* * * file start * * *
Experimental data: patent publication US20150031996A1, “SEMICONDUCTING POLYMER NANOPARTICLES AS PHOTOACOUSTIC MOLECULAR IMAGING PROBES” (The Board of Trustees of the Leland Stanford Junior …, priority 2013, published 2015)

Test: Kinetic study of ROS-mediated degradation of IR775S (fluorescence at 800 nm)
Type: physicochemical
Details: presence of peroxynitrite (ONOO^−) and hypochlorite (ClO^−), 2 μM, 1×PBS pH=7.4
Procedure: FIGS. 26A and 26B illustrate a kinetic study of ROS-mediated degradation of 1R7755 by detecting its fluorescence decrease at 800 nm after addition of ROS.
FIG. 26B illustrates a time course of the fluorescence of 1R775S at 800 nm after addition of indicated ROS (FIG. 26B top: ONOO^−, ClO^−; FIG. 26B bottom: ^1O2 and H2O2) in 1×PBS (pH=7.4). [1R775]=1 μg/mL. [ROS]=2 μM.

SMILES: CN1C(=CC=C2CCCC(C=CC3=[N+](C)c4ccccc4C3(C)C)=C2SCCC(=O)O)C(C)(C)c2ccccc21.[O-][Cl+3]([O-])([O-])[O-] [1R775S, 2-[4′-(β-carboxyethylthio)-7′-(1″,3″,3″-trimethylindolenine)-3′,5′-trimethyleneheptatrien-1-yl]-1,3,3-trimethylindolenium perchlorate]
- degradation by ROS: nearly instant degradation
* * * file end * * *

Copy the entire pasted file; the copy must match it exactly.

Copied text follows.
Experimental data: patent publication US20150031996A1, “SEMICONDUCTING POLYMER NANOPARTICLES AS PHOTOACOUSTIC MOLECULAR IMAGING PROBES” (The Board of Trustees of the Leland Stanford Junior …, priority 2013, published 2015)

Test: Kinetic study of ROS-mediated degradation of IR775S (fluorescence at 800 nm)
Type: physicochemical
Details: presence of peroxynitrite (ONOO^−) and hypochlorite (ClO^−), 2 μM, 1×PBS pH=7.4
Procedure: FIGS. 26A and 26B illustrate a kinetic study of ROS-mediated degradation of 1R7755 by detecting its fluorescence decrease at 800 nm after addition of ROS.
FIG. 26B illustrates a time course of the fluorescence of 1R775S at 800 nm after addition of indicated ROS (FIG. 26B top: ONOO^−, ClO^−; FIG. 26B bottom: ^1O2 and H2O2) in 1×PBS (pH=7.4). [1R775]=1 μg/mL. [ROS]=2 μM.

SMILES: CN1C(=CC=C2CCCC(C=CC3=[N+](C)c4ccccc4C3(C)C)=C2SCCC(=O)O)C(C)(C)c2ccccc21.[O-][Cl+3]([O-])([O-])[O-] [1R775S, 2-[4′-(β-carboxyethylthio)-7′-(1″,3″,3″-trimethylindolenine)-3′,5′-trimethyleneheptatrien-1-yl]-1,3,3-trimethylindolenium perchlorate]
- degradation by ROS: nearly instant degradation